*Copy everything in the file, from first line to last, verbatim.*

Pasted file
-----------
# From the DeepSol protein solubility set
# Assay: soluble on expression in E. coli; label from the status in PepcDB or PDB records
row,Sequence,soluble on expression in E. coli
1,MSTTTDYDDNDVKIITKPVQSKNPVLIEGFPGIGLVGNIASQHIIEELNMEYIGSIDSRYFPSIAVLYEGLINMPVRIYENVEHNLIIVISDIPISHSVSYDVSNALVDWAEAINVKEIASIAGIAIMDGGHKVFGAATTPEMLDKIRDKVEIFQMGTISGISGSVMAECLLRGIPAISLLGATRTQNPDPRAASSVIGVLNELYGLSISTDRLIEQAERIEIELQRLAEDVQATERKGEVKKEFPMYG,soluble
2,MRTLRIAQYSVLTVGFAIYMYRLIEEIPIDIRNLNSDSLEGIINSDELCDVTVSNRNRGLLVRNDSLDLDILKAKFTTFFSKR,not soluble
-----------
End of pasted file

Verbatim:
# From the DeepSol protein solubility set
# Assay: soluble on expression in E. coli; label from the status in PepcDB or PDB records
row,Sequence,soluble on expression in E. coli
1,MSTTTDYDDNDVKIITKPVQSKNPVLIEGFPGIGLVGNIASQHIIEELNMEYIGSIDSRYFPSIAVLYEGLINMPVRIYENVEHNLIIVISDIPISHSVSYDVSNALVDWAEAINVKEIASIAGIAIMDGGHKVFGAATTPEMLDKIRDKVEIFQMGTISGISGSVMAECLLRGIPAISLLGATRTQNPDPRAASSVIGVLNELYGLSISTDRLIEQAERIEIELQRLAEDVQATERKGEVKKEFPMYG,soluble
2,MRTLRIAQYSVLTVGFAIYMYRLIEEIPIDIRNLNSDSLEGIINSDELCDVTVSNRNRGLLVRNDSLDLDILKAKFTTFFSKR,not soluble